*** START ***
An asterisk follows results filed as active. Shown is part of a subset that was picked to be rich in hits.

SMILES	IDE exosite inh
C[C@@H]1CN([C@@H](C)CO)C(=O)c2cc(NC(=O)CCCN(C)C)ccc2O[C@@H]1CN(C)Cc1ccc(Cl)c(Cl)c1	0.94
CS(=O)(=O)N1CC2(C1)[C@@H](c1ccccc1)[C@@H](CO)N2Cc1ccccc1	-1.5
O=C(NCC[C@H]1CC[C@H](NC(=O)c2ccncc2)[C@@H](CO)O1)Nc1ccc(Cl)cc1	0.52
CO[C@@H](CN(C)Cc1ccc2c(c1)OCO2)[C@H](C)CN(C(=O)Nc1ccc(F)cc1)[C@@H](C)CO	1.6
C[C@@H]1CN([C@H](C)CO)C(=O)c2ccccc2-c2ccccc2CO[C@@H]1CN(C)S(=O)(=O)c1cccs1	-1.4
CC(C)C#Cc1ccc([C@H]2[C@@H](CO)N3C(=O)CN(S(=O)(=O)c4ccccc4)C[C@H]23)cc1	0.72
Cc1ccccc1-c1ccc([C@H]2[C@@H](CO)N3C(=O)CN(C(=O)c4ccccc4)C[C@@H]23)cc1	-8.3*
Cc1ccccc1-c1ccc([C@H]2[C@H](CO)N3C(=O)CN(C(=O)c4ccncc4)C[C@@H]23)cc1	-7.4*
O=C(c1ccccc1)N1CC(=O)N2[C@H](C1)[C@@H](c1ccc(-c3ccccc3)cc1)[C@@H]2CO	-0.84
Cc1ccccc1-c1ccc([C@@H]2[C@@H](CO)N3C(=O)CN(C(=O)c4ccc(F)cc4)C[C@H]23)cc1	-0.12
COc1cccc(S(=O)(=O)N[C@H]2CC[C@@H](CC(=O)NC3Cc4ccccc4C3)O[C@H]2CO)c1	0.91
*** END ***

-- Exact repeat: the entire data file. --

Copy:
An asterisk follows results filed as active. Shown is part of a subset that was picked to be rich in hits.

SMILES	IDE exosite inh
C[C@@H]1CN([C@@H](C)CO)C(=O)c2cc(NC(=O)CCCN(C)C)ccc2O[C@@H]1CN(C)Cc1ccc(Cl)c(Cl)c1	0.94
CS(=O)(=O)N1CC2(C1)[C@@H](c1ccccc1)[C@@H](CO)N2Cc1ccccc1	-1.5
O=C(NCC[C@H]1CC[C@H](NC(=O)c2ccncc2)[C@@H](CO)O1)Nc1ccc(Cl)cc1	0.52
CO[C@@H](CN(C)Cc1ccc2c(c1)OCO2)[C@H](C)CN(C(=O)Nc1ccc(F)cc1)[C@@H](C)CO	1.6
C[C@@H]1CN([C@H](C)CO)C(=O)c2ccccc2-c2ccccc2CO[C@@H]1CN(C)S(=O)(=O)c1cccs1	-1.4
CC(C)C#Cc1ccc([C@H]2[C@@H](CO)N3C(=O)CN(S(=O)(=O)c4ccccc4)C[C@H]23)cc1	0.72
Cc1ccccc1-c1ccc([C@H]2[C@@H](CO)N3C(=O)CN(C(=O)c4ccccc4)C[C@@H]23)cc1	-8.3*
Cc1ccccc1-c1ccc([C@H]2[C@H](CO)N3C(=O)CN(C(=O)c4ccncc4)C[C@@H]23)cc1	-7.4*
O=C(c1ccccc1)N1CC(=O)N2[C@H](C1)[C@@H](c1ccc(-c3ccccc3)cc1)[C@@H]2CO	-0.84
Cc1ccccc1-c1ccc([C@@H]2[C@@H](CO)N3C(=O)CN(C(=O)c4ccc(F)cc4)C[C@H]23)cc1	-0.12
COc1cccc(S(=O)(=O)N[C@H]2CC[C@@H](CC(=O)NC3Cc4ccccc4C3)O[C@H]2CO)c1	0.91